Scheduling your content is your next step. You will need to find an application that fits your budget and has the features you want, for example, HootSuite and SocialOomph are solid applications to use.

Socialize

To be successful on social media, you will need to allocate time in the day to be social. You can fit this into your schedule in a variety of ways: while waiting for a friend at a café, sitting in a doctor’s waiting room, or browsing your social networks on your smartphone or mobile device while relaxing on the couch at night.

Analyze

You can tackle the final step—analyzing your metrics—on a weekly or monthly basis. This step is the crux for how you will continue to develop your social media marketing strategy. Every once in a while you will need to clear a few minutes to check your Insights (Facebook’s free analytics tool) to determine what content resonates the most with your fans. Are your fans sharing your content? Was there a post that didn’t generate a single Like? On Twitter, take a look at your retweets and mentions. Are they dropping or climbing? Compare the content you tweet against the metrics.

Applications to Ease Your Social Media Marketing

Curation Applications

Alltop

Created by social media megastar and venture capitalist Guy Kawa- saki, this is the mother of all curation websites. You’ll find the day’s top articles here in every possible niche.

Scoop.it

Have you ever wanted to publish your own magazine? Now you can with Scoop.it. In addition to scouring the web to find the best articles it can on the topics you select, Scoop.it enables you to publish regularly an online magazine featuring the top articles you found. You can also use this application to find great content to post.

Google Trends

Type in any topic and Google Trends will let you know whether it is trending up, or down—and provide you with great statistics on the topics you write about for your next blog post.

Check your Twitter news feed too.

Scheduling Applications

SocialOomph

SocialOomph is a scheduler on steroids. It will allow you to schedule your social media posts, set up recurring tweets and LinkedIn posts, find new followers, and track your click-through rates and keywords. It also provides limited analytics and will find new friends for you to follow.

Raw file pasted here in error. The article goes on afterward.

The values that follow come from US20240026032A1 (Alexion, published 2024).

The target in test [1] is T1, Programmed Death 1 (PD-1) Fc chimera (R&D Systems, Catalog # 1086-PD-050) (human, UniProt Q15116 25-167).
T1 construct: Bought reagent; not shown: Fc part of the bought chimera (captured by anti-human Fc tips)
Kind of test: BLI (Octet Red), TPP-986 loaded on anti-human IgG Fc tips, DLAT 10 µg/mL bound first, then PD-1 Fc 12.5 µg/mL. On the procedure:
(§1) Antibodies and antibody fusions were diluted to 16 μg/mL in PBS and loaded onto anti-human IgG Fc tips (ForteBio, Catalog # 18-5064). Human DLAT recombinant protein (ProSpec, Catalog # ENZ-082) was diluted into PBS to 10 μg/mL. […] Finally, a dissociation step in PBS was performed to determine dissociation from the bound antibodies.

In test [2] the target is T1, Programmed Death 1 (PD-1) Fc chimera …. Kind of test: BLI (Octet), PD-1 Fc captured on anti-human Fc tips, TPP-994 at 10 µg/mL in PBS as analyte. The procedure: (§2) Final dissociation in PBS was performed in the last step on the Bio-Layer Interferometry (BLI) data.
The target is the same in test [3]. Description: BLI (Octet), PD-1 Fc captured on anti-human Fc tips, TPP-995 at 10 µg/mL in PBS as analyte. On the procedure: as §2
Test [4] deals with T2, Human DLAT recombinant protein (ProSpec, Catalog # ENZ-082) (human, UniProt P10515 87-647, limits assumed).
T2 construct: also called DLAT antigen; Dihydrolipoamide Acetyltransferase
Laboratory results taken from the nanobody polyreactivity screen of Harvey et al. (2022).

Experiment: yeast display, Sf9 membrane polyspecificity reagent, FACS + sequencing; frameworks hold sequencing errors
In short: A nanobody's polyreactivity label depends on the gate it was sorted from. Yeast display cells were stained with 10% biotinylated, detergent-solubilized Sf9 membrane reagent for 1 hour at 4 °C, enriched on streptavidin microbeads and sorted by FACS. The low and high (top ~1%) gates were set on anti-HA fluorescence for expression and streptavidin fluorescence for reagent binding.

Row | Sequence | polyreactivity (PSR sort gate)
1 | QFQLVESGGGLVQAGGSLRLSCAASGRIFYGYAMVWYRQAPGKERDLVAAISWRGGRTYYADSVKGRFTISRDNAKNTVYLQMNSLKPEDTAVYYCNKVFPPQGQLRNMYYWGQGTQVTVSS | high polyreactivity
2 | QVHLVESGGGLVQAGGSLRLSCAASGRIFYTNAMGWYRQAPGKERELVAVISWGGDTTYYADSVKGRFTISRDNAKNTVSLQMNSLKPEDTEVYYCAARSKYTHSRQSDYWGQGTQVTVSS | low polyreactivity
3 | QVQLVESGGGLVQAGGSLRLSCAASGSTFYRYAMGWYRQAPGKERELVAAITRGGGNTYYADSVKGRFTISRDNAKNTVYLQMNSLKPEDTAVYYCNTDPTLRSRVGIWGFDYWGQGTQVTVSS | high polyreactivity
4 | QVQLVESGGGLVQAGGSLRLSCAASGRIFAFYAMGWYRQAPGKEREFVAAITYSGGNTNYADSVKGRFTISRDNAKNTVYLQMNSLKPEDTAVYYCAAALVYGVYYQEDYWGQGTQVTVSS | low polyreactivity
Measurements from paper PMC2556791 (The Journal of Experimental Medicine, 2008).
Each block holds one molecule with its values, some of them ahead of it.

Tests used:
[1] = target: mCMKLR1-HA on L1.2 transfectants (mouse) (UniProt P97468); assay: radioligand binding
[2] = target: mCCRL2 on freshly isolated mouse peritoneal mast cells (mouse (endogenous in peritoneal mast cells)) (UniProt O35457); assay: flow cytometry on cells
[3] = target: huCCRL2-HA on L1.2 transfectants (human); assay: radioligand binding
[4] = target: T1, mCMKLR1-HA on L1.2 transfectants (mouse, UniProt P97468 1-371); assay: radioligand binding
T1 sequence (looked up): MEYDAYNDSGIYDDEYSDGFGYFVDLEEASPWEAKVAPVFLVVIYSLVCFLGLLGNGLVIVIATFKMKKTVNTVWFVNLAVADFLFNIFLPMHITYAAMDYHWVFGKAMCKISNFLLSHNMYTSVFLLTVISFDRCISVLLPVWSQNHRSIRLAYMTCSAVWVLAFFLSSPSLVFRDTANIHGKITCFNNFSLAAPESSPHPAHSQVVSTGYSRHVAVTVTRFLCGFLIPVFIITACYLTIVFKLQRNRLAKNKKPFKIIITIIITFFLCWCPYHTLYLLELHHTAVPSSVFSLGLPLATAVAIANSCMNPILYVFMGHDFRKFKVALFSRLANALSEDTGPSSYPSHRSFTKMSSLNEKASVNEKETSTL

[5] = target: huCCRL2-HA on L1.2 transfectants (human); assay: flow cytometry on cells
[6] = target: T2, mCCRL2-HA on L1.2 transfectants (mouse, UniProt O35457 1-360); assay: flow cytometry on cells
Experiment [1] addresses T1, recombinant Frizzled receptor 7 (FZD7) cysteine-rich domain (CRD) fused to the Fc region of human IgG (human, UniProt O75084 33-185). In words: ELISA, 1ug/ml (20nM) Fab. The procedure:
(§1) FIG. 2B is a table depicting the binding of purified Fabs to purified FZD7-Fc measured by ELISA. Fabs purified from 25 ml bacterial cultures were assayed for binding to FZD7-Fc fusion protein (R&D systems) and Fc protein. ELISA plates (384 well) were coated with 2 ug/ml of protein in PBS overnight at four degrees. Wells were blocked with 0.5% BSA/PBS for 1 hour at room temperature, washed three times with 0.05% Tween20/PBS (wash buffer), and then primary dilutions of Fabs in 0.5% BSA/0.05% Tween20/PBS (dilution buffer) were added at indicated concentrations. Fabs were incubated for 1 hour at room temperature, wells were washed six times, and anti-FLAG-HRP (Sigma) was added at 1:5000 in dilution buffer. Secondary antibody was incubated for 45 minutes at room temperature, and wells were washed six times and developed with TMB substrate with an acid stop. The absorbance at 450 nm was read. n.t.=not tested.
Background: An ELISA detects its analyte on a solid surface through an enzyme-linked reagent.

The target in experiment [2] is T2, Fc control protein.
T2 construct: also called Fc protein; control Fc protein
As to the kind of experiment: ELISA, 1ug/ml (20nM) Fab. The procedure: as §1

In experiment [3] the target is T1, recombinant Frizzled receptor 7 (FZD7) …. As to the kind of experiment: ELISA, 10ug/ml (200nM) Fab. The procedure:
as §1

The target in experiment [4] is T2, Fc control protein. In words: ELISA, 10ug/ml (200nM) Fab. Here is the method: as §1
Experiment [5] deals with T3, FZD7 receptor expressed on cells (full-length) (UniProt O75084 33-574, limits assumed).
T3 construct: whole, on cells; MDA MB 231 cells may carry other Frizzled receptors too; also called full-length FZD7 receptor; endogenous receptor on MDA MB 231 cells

PostPlanner

An application designed just for Facebook, PostPlanner enables you to schedule your status updates. It has additional features that are tempting on its $19/month plan: this application will show you the newest content trending in your niche, help you target your readers, and provide you with real-time analytics. It also has a cache of thousands of updates that you can select from on those days when you can’t think of anything to say.

Pluggio and Tweetdeck are great tools, but you can only use it for Twitter.

Analyze Your Metrics

LikeAlyzer

All you need to do is type in the web address of your Facebook page (not your profile) and this free program will analyze your engagement. Your score will be somewhere between 1 and 100. The higher your score, the better your page is performing. This application will rate your growth in page Likes, rank your score against similar pages, measure your response time to comments left by fans, determine whether you are asking questions often enough, and remind you to denote more milestones. Basically, it provides an at-a-glance look at the areas you excel in and the areas that need improvement. Every-one with a Facebook page should take advantage of this free analytics program.

SocialNumbers

To discover how your page fares compared to similar pages, type in your Facebook URL. If you want to know which pages are trending on Facebook, you can also find that information on this free informational site.

SproutSocial

For $39/month, SproutSocial will analyze your Facebook and Twitter accounts. The analytics are comprehensive, and in addition to a PDF report, you can download an Excel spreadsheet that examines your click-through rates on a day-by-day basis. It provides in-depth demographics and measures tweets, retweets, follows, mentions, re- plies, and direct messages. It will also measure how social you are and determine your influence. You can also use this application to schedule your posts, unfollow users, and, at the premium level, it will determine your best posting times.

What’s the most difficult part of maintaining your social media marketing strategy?

 

Social Media Time Suck Final 200About the Author: Frances Caballo is a social media manager for writers and author of  Avoid Social Media Time Suck: A Blueprint for Writers to Create Online Buzz for Their Books and Still Have Time to Write, Social Media Just for Writers: The Best Online Marketing Tips for Selling Your Books and Blogging Just for Writers. Presently, she is the Social Media Manager for the Women’s National Book Association-SF Chapter, the San Francisco Writers Conference, and the Bay Area Independent Publishers Association. You can find her on FacebookTwitterLinkedInPinterest, and Google+.

Practical Tips for Marketing Your Books on the Social Web